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Alberta Real Estate – Real Property Reports

In-law Suites: What Are They and What You Need to Know

By far, the most common problem we see with real estate transactions are issues connected to Real Property Reports (RPRs). The Alberta Land Surveyor’s Association (ALSA) defines a Real Property Report as “a legal document that clearly illustrates the location of significant visible improvements relative to property boundaries”. You can review a very useful brochure prepared by the ALSA here.

“A Real Property Report is necessary to determine compliance with municipal bylaws. A municipality reviews and endorses the Real Property Report and indicates if the improvements meet the requirements of the local bylaws. The property owner can then resolve any outstanding issues identified by the municipality. Early preparation of a Real Property Report significantly speeds up the process of selling a property”.

Too often, we see the RPR issue being dealt with too close to the closing date in real estate transactions. If a seller of a house or bare-land condo is unable to provide a compliant RPR in advance of the closing date, payment of the purchase price may be delayed, or the seller may have to agree to a holdback of part of the sale proceeds until the RPR matters are resolved. The relevant sections of the standard AREA Purchase Contract are as follows:

4.4 The Seller or the Seller’s lawyer will deliver normal closing documents including, where applicable, a real property report pursuant to clause 4.11, to the Buyer or the Buyer’s lawyer upon reasonable conditions consistent with the terms of this Contract. The Buyer or the Buyer’s lawyer must have an opportunity to review the real property report, where applicable, prior to submitting the transfer documents to the Land Titles Office and a reasonable period of time before the Completion Day to confirm registration of documents at the Land Titles Office and to obtain the advance of proceeds for any New Financing and Other Value.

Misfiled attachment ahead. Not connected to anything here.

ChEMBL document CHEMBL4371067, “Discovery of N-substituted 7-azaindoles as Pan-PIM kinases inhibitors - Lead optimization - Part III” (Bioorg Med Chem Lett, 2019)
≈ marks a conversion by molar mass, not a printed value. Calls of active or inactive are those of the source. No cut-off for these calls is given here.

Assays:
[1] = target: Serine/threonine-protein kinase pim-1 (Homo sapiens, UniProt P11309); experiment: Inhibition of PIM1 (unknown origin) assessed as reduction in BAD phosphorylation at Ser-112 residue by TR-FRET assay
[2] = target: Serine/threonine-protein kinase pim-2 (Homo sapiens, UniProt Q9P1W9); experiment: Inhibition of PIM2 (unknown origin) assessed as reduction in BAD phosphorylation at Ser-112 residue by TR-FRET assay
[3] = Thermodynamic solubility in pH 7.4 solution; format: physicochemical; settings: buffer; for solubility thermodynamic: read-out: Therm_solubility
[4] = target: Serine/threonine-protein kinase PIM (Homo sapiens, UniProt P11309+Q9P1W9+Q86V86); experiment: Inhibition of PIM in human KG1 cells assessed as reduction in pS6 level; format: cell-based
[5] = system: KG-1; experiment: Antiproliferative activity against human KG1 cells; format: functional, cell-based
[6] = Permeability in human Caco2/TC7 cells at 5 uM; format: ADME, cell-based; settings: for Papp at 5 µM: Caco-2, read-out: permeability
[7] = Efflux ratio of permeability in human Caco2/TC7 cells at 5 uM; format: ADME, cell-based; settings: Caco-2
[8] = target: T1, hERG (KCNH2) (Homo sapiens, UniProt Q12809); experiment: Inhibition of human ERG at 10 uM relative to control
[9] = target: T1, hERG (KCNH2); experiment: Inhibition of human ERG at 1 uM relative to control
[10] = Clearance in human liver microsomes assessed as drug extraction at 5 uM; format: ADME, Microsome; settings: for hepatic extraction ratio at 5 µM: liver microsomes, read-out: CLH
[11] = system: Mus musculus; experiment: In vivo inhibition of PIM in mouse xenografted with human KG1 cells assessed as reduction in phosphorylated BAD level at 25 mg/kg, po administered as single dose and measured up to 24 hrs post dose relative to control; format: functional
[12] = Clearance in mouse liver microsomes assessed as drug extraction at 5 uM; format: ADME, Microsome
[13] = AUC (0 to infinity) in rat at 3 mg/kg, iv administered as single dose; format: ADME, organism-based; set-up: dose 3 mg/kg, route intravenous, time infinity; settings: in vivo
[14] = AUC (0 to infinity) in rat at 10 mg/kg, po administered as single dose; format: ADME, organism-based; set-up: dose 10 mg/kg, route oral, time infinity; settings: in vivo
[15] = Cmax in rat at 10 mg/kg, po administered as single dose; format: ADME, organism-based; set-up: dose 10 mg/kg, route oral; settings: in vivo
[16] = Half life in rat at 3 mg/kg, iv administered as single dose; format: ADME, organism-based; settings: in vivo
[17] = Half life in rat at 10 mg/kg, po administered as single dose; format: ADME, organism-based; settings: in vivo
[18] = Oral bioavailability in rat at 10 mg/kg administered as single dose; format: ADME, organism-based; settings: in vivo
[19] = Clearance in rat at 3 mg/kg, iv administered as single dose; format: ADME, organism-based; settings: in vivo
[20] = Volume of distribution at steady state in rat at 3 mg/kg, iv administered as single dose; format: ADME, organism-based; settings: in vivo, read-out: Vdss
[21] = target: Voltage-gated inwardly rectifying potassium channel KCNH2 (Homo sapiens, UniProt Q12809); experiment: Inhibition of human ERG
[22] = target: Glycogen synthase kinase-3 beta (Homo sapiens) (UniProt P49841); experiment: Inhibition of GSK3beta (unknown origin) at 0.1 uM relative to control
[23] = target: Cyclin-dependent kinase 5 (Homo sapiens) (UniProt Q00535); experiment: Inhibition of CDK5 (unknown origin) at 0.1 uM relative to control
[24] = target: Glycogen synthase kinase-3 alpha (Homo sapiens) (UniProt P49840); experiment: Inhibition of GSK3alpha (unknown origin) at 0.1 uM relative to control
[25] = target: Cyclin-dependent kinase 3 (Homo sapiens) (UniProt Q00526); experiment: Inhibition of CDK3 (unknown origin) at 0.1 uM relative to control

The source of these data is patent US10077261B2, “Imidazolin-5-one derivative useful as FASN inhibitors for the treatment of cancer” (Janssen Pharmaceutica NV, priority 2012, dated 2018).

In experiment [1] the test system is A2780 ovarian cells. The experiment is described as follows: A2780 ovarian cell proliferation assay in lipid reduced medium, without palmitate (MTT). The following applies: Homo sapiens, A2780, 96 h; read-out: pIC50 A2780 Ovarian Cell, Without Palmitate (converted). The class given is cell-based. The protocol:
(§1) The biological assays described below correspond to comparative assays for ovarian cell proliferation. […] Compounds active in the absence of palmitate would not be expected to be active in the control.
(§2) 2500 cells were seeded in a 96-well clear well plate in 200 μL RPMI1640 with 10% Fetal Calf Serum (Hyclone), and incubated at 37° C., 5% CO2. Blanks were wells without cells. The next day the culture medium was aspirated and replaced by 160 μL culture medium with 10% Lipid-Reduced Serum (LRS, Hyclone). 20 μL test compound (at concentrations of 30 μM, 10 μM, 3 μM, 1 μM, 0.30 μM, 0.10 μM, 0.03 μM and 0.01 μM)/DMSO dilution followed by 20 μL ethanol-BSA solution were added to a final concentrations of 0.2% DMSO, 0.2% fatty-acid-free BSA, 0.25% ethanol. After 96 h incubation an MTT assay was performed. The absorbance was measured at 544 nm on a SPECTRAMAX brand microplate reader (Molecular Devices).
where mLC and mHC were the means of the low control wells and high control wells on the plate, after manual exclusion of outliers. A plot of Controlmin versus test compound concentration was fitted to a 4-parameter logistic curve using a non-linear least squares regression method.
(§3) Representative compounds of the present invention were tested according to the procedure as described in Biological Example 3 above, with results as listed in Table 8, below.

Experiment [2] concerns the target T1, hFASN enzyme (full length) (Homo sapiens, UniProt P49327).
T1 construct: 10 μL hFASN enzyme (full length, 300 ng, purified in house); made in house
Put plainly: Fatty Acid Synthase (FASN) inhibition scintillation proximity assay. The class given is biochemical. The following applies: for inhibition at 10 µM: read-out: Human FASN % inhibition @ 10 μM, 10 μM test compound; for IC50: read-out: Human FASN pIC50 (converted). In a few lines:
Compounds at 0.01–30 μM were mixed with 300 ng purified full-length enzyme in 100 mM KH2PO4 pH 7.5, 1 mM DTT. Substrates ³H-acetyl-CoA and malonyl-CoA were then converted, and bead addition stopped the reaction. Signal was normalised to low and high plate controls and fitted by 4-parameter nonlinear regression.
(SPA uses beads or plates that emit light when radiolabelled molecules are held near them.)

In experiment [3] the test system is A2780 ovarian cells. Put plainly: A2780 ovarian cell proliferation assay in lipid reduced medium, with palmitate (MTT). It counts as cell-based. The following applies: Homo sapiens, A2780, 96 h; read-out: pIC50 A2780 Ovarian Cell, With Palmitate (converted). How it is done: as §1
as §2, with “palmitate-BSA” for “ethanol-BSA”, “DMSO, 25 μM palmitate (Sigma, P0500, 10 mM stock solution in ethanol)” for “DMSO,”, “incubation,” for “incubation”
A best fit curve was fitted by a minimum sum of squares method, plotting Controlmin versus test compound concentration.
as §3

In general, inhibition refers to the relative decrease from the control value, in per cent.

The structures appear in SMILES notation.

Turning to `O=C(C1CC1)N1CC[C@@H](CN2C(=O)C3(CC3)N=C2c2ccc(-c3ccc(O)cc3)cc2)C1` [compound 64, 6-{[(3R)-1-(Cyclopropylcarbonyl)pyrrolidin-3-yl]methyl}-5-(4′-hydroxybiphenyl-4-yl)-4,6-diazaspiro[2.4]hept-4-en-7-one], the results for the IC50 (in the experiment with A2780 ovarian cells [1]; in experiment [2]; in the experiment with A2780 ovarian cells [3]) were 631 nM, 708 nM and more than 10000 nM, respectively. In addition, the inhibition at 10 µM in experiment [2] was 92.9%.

4.11 As part of the normal closing documents, the Seller will provide the Buyer, regarding the matters described in clause 6.1, a real property report reflecting the current state of improvement on the Property, according to the Alberta Land Surveyors’ Manual of Standard Practice, with evidence of municipal compliance or non-conformance. This obligation will not apply to any transaction where there are no structures on the land.

Most lawyers acting for purchasers will want to review the RPR at least one week prior to the closing date, if not earlier. We encourage all sellers and realtors to provide the RPR as soon as an offer is binding, so that any issues can be dealt with well before the closing date. A new RPR costs about $800 for a surveyor to prepare, and the City of Calgary charges $169 for a compliance stamp. If you are updating an existing RPR to show a new feature on your property such as a deck or fence, the cost is about $500.

Typical problems with an RPR include a deck or fence or eaves encroaching on a neighboring property or utility right of way. Depending on the Encroachment, the City or neighbor could require that the structure be removed, or they may agree to enter into an Encroachment Agreement.

If the RPR is not fully compliant, lawyers will typically negotiate a holdback between $2000 to $10,000 or more depending on the nature of the encroachment, which is not releasable to the seller until the matter is resolved.

We encourage all parties to deal with RPR matters early on. This is the notice we put in our letters to seller’s lawyers: “Please be advised that it is our standard practice to not proceed to registration at Land Titles until we have reviewed the Real Property Report with Compliance with our client.  Please forward the Real Property Report with Compliance to our office as soon as possible”.

Please contact us if you have any questions about RPRs.